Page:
Vice President in Charge of Revolution

By Murray D. Lincoln; David Karp | Go to book overview

Part Five

CHAPTER 18

OIL HAS ALWAYS BEEN, to me, one of the most exciting commodities produced. It is, of course, one of the great sources of energy. I believe that a very convincing argument can be made to demonstrate that whoever controls sources of energy can control the most vital aspects of human life.

Because the internal-combustion engine is so much a part of our daily life, it has become literally impossible for the majority of us to live without oil. Now I'm not speaking of oil only as a fuel. I know that when I was in London on my first trip shortly after V-E day, cars and trucks and buses were being driven by all sorts of weird combinations of steam and electric batteries and what not. But sooner or later these machines getting along without gasoline would have ground to a halt without lubricating oils to keep their metal parts from grinding, heating, and breaking. Charles Van Bergen told me that both Germany and Japan finally had to give up offensive war because they both ran out of lubricants. You may do without fuel oil and without gasoline and without a dozen derivatives of crude oil, but you cannot do without lubricants, and until some smart chemist comes up with a substitute for lubricating oil, crude oil is going to be king. And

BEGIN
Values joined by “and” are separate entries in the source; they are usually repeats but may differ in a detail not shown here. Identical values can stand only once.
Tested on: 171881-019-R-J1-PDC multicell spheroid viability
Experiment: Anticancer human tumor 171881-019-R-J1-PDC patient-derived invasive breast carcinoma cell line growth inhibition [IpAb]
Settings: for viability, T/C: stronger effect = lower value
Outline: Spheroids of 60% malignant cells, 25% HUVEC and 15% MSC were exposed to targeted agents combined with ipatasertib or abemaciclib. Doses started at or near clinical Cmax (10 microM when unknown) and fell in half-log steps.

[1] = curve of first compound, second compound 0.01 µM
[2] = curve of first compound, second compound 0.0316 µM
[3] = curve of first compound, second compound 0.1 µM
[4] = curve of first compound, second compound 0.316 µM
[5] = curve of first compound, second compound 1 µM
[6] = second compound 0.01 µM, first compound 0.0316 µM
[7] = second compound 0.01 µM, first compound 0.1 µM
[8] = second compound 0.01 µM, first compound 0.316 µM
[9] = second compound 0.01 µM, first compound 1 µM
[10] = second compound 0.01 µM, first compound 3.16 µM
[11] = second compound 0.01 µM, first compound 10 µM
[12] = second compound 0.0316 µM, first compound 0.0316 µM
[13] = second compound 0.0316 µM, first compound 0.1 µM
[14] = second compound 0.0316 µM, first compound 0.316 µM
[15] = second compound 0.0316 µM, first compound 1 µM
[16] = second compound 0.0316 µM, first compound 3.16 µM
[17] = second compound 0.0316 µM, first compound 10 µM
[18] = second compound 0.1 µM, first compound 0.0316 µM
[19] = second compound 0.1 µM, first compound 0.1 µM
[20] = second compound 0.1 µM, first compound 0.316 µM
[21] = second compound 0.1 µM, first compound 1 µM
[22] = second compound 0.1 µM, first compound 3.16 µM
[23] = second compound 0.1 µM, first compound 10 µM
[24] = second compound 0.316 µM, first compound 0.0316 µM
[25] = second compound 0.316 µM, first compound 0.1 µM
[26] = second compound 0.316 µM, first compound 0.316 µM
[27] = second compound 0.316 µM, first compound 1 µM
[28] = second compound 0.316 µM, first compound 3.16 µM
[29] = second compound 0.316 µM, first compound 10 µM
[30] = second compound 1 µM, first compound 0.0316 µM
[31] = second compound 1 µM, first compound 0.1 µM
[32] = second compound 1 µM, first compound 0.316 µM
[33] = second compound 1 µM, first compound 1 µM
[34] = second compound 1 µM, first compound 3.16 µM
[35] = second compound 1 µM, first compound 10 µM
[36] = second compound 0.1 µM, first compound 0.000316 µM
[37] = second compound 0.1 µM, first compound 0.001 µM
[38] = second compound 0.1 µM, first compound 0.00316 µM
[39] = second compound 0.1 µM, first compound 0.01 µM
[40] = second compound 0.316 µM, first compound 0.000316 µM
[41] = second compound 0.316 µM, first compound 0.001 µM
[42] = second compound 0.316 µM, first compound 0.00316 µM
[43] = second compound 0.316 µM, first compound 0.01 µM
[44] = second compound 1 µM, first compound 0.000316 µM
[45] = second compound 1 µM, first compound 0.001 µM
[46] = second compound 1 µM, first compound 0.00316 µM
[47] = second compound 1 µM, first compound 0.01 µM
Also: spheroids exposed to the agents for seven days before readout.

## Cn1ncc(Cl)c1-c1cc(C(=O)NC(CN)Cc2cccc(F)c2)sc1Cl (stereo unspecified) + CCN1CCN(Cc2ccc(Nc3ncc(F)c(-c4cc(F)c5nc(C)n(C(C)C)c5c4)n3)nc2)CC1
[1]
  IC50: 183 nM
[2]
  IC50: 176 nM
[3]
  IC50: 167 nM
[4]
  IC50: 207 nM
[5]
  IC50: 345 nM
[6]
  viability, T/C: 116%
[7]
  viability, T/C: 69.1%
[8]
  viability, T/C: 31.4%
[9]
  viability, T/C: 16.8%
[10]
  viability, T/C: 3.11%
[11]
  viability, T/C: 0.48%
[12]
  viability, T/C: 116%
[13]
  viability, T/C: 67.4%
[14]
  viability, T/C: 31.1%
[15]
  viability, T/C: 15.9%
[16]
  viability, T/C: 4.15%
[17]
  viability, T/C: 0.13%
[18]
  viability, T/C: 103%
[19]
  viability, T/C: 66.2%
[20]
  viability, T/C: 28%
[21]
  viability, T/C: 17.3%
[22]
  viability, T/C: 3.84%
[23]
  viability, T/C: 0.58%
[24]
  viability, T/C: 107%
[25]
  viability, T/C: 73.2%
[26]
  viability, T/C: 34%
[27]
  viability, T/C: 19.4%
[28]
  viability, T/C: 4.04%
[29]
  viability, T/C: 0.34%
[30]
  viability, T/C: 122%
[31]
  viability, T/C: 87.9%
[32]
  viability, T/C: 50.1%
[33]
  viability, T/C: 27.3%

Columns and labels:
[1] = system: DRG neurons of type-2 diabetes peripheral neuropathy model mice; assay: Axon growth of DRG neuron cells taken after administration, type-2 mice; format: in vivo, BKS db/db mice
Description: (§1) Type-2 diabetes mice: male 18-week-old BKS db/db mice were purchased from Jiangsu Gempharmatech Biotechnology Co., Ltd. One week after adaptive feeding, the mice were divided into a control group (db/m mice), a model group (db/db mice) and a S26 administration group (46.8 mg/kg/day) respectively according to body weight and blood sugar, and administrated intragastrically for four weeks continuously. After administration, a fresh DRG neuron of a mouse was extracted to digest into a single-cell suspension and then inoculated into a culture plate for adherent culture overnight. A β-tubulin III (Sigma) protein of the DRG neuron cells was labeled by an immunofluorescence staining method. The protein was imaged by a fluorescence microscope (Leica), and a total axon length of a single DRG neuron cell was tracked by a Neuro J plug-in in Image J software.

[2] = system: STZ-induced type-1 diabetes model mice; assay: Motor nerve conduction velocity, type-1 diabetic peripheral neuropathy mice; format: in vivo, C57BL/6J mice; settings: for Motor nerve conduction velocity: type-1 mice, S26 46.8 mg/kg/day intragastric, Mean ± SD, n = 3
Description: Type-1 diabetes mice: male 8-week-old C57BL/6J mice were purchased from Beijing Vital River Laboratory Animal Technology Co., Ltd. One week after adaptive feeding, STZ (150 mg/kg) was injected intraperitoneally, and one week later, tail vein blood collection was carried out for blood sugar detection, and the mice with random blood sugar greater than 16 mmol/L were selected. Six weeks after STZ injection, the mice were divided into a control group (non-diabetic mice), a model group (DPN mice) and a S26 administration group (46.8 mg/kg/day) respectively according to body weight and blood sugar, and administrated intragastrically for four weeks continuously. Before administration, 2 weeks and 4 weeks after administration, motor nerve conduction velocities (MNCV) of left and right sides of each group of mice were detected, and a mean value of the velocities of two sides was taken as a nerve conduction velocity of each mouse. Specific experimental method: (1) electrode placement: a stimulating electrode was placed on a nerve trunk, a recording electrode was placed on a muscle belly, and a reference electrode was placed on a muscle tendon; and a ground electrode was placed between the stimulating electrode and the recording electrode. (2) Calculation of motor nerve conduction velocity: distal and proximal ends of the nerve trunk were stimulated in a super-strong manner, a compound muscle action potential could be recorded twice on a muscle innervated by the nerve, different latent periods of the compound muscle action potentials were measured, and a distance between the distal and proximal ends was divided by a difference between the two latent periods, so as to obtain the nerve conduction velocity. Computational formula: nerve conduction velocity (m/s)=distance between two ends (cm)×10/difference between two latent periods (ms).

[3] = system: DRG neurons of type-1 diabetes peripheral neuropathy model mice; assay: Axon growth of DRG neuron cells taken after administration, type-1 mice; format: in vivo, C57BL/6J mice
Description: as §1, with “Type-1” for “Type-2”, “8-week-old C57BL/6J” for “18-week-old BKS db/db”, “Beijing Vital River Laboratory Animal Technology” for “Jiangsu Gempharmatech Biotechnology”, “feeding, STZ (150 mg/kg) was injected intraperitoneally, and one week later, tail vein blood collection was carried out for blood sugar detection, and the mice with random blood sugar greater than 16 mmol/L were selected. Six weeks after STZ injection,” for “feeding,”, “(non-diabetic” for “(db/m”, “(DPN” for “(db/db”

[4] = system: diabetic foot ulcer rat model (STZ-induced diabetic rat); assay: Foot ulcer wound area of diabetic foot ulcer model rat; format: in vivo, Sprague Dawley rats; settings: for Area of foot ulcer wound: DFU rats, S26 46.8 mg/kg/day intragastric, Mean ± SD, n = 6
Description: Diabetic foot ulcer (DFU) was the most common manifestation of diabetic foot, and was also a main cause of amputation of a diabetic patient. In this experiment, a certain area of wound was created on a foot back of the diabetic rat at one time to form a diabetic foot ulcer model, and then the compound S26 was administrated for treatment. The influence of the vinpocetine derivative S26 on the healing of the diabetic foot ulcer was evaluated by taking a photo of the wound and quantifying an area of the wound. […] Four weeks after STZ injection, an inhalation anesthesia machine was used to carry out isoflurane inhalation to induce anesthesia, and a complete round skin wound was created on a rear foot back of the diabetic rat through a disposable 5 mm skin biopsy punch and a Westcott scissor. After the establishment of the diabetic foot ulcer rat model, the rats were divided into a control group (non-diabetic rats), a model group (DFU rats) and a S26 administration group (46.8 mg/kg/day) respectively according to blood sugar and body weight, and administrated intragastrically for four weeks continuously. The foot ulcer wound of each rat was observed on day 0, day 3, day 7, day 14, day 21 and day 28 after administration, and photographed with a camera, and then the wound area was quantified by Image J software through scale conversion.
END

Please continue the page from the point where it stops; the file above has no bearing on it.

-275-

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Vice President in Charge of Revolution
Table of contents

Table of contents

  • Title Page ii
  • Part One 1
  • Chapter 2 18
  • Chapter 3 39
  • Chapter 4 46
  • Part Two 59
  • Chapter 6 81
  • Chapter 7 97
  • Chapter 8 113
  • Part Three 131
  • Chapter 10 148
  • Chapter 11 160
  • Chapter 12 176
  • Part Four 193
  • Chapter 14 204
  • Chapter - 15 217
  • Chapter 16 232
  • Chapter 17 249
  • Part Five 275
  • Chapter 20 304
  • Part Six 316
  • Index 334
  • Acknowledgment 341
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